Subject: I have found a CD that I think you would enjoy
Safe As Yesterday
Genres: Pop, Rock, Classic Rock, Metal
A '60s album from a '70s band
Les Thomassen | Atlanta, GA USA | 06/20/2001
(3 out of 5 stars)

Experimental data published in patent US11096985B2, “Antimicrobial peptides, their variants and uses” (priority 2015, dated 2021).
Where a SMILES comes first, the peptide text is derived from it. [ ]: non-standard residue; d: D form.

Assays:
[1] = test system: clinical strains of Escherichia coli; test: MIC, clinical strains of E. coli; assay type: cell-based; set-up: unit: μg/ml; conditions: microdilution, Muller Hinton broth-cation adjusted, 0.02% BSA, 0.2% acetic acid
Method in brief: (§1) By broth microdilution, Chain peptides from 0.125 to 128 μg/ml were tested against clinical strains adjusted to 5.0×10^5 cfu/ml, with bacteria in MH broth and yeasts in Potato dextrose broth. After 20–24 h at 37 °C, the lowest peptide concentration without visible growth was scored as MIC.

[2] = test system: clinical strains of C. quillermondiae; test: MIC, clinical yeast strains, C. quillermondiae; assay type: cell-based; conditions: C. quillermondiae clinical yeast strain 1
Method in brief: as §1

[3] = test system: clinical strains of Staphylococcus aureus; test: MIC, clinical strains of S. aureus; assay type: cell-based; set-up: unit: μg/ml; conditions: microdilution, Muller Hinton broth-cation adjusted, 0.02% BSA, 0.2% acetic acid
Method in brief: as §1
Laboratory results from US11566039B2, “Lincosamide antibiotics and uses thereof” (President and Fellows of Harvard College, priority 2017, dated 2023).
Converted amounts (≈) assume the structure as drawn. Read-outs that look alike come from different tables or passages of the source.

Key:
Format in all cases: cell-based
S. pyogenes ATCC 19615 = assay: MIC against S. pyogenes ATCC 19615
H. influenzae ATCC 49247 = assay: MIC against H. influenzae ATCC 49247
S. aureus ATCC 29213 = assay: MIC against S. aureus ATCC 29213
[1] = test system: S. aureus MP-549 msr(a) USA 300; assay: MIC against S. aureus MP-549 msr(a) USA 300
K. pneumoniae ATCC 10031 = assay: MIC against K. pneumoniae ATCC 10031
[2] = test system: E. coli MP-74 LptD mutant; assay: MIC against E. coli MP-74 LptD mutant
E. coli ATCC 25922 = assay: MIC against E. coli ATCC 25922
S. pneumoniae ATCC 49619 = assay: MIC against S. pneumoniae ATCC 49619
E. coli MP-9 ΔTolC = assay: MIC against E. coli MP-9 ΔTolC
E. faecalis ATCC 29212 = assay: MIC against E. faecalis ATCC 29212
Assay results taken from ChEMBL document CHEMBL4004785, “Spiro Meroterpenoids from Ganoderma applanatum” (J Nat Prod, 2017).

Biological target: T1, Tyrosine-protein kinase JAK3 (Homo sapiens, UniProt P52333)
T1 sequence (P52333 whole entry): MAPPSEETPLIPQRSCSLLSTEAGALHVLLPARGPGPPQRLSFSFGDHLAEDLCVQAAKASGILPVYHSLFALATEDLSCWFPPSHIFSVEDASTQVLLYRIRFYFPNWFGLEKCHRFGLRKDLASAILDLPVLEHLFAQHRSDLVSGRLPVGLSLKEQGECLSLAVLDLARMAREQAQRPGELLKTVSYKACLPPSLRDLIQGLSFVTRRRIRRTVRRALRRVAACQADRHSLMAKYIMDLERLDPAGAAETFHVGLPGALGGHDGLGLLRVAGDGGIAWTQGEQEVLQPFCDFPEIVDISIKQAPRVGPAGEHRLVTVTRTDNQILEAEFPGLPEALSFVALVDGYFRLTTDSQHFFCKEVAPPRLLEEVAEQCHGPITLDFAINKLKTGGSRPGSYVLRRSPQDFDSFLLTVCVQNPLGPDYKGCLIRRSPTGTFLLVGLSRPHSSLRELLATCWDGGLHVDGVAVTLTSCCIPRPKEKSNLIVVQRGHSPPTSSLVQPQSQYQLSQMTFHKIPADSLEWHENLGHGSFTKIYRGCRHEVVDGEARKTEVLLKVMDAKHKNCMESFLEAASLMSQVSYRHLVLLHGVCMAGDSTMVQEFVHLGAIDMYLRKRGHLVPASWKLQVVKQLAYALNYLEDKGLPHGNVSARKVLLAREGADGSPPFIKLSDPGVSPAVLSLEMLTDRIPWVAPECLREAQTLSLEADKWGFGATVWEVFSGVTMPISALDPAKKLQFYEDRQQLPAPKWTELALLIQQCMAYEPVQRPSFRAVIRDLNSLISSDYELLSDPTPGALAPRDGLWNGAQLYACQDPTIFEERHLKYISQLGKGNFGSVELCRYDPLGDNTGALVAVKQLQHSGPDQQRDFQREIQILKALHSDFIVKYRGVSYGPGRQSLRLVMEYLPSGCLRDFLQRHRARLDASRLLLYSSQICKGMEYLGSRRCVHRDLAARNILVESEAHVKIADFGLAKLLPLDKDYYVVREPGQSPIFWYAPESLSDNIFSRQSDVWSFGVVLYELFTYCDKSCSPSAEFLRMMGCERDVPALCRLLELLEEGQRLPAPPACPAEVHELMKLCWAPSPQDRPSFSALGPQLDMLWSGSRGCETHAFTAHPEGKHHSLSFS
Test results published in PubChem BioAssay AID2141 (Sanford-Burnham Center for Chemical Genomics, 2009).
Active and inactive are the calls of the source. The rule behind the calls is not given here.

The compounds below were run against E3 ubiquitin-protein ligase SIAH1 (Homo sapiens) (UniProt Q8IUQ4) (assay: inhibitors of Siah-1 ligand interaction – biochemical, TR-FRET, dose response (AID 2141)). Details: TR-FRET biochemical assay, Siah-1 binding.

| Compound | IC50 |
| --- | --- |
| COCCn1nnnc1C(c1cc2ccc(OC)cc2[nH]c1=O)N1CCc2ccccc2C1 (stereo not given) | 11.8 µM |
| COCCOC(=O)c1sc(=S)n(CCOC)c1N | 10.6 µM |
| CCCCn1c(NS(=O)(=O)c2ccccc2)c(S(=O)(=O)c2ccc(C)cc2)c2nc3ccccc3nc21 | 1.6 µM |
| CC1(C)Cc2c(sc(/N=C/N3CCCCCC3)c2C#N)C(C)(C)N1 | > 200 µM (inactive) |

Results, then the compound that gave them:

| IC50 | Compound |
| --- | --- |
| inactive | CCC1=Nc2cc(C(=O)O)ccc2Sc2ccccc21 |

"Humble Pie is rightfully associated with the 1970s. They helped put blues rock in the fore early in the decade. Their best-known songs are shining examples of guitar-driven rock with salty vocals.With this exposure to Humble Pie, it's something of a surprise to hear them on their 1969 release, "As Safe As Yesterday Is." While the 56 minutes of music on the disc offer hints of the sound Humble Pie would become known for, this is very much a `60s album.The album's tone is melancholy overall. Most of the songs are written by singer/guitarist Steve Marriott, with a couple of tunes from Peter Frampton. A cover of Steppenwolf's "Desperation" opens the record with a plodding feel. Use of sitar and flute on a couple of tracks create a sound similar to what's heard on early Traffic recordings. And, there's some prominent organ work.Even at this early stage in its history, Humble Pie uses a trio of lead vocalists - Marriott, Frampton and bassist Greg Ridley. Some nice vocal harmonies are sprinkled through the songs, but just as often the harmonies don't work. In several spots, Frampton seems to be reaching for notes just beyond his range. And unfortunately, the recording is muffled, as if you're listening to an LP where dust has built up on the needle. The bad news - you can't pick up the tone arm and blow the dust away.The strongest evidence here of Humble Pie's ability to rock comes in the closing section of the album's title track. Elsewhere, "Alabama `69" has Marriott apparently relating the sad plight of the black man in the American South. It's a country blues spiritual, complete with jug blowing. "Natural Born Boogie," one of two bonus tracks included on this CD on the Repertoire label, may be the most accessible song on the disc. It features some fun piano lines and sounds a bit like the Beatles' "Get Back" and like T. Rex on "Bang A Gong.""